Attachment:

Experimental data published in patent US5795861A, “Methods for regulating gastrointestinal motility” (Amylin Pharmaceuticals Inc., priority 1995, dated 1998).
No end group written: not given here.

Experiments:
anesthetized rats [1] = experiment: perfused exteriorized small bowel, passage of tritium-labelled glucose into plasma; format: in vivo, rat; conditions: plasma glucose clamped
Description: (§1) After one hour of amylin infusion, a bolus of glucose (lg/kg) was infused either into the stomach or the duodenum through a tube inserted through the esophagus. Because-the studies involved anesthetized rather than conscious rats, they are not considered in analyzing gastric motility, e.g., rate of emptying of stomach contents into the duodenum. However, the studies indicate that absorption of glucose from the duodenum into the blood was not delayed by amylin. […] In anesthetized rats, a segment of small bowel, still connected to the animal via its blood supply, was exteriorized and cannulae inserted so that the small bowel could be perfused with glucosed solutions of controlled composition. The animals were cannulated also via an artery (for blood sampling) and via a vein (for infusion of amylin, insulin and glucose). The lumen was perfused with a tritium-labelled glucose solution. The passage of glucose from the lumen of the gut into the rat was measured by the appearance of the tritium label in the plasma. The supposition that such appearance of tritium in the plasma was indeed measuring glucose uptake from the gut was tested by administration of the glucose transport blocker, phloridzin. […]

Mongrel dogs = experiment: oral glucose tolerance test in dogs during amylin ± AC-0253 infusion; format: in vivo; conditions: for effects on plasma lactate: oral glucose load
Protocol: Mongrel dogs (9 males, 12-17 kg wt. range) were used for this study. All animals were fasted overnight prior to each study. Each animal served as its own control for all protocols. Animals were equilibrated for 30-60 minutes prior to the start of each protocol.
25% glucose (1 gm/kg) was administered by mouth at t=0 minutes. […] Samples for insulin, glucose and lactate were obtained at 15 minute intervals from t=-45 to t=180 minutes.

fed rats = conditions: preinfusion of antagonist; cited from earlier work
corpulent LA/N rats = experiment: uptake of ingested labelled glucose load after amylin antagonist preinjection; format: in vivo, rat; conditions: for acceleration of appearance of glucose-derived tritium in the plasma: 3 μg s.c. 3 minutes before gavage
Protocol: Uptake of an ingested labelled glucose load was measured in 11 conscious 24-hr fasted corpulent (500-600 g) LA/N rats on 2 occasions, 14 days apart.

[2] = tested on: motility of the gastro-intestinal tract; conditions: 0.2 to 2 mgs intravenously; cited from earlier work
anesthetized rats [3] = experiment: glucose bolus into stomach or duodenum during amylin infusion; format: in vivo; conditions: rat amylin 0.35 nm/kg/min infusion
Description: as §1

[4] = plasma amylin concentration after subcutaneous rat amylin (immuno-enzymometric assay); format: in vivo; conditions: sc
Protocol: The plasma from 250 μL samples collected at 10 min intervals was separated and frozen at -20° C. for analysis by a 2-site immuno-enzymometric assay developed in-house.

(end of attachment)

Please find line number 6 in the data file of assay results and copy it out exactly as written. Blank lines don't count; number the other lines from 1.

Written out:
Mongrel dogs = experiment: oral glucose tolerance test in dogs during amylin ± AC-0253 infusion; format: in vivo; conditions: for effects on plasma lactate: oral glucose load